Looking back, I’m –extremely- glad I was essentially forced to seriously think about my issues. I now feel as though spending time alone in nature, with no distractions, is something everyone should do. I’m not saying to go climb a tree in the dark for hours on end (unless of course you want to just drive yourself insane). But go on a hike alone. Go fishing, or kayaking, or mountain biking. Allow yourself to face your issues without distractions. Chances are you’ll solve your problems and by the end of it all, you cannot help but have a new found appreciation for almost everything in your life. Things that might otherwise be overlooked; those friends and family that are always there for you, the pleasant waitress at the restaurant, or the funny sitcom on TV. I have a true appreciation for those things because I know, at one point, I would’ve killed to have them around as a distraction. 

All of this is, however, only one way of looking at getting outdoors. I realized this as begin packing for an upcoming hunting trip. Though I’m excited, I thought of sitting in a tree stand and this bizarre, involuntary shudder ran through me. Why am I going to do this again? 

The answer comes from the other side of the spectrum. There are those of us who turn to the outdoors as a way to “get away from it all”. The outdoors acts as an escape from the busyness and responsibility of every day life. It’s a chance to rewind, relax, and –not- think about things. What’s odd is that I’m now trying to distance myself from those distractions I once prayed for. Internet, bars, television , restaurants, etc. Maybe there really can be too much of a good thing, but I find myself now looking forward to sitting in the stand rather than dreading it.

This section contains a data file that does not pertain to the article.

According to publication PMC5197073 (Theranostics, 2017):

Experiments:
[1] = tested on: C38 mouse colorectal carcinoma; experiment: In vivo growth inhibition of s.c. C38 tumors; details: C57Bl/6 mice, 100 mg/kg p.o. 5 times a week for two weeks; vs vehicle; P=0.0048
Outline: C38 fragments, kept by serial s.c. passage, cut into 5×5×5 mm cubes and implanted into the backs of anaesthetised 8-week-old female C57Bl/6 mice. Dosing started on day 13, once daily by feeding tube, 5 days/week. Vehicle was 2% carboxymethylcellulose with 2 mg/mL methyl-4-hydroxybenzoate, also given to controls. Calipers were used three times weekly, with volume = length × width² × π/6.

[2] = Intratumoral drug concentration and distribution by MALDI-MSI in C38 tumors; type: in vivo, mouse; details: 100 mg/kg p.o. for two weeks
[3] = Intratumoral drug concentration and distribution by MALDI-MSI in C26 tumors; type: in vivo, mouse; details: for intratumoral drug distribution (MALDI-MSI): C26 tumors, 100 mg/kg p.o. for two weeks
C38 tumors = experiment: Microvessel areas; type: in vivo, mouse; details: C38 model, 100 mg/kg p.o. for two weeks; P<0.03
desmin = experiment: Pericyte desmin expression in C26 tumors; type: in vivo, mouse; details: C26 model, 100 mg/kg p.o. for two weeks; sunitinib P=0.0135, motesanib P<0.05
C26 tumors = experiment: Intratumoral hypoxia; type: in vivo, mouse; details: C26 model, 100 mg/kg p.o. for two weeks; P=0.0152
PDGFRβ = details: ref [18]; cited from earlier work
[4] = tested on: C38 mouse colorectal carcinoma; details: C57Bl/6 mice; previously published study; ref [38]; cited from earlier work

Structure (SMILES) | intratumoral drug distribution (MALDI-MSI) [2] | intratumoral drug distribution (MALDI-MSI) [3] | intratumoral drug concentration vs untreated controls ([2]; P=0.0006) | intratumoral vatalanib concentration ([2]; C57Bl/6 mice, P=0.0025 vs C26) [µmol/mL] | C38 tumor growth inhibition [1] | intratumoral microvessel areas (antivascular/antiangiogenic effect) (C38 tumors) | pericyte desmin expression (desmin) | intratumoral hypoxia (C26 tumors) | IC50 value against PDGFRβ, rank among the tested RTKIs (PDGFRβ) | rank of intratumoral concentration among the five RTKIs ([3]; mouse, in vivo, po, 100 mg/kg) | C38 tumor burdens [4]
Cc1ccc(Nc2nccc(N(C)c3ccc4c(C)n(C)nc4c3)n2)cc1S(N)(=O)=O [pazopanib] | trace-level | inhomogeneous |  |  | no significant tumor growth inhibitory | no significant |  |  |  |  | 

Perhaps the outdoors serves as the best of both worlds. Time alone in nature can serve not only as a means of self reflection, but also a distraction in itself. It can help solve your problems, or help you take a step back from them. It all depends on your current perspective. What I do know is that no one has ever spent some time alone in the outdoors and come back a worse person. Whatever your preferred outdoor activity is, it can only help make you a better person. All you have to do is step outside. 

Tuesday, November 5, 2013

Darting Deer and Calling Coyotes

"But something caught my eye. A small white dot that wasn’t there earlier was moving toward us. It continued to get closer and I soon realized what it was.

“Yote…Yote. Get ready”, I whispered to the guys that were with me. It was sprinting directly at us from about 400 yards away. I watched as it got closer. 300 yards, 250, 200, 150. And the moment it hit 100 yards, our spotlight shined it."

This is just a snippet of a short story I recently wrote for Legendary Whitetails. The whole article can be found here:

If you're an avid hunter like me, be sure to head over there and check out their pages/merchandise. It's definitely worth a look!

If you've noticed that my writing has slowed a little bit, it's because I'm in the process of planning some pretty big things. The whole "figuring out my career" thing also takes a bit of my time up. But stay tuned! Big things on the way.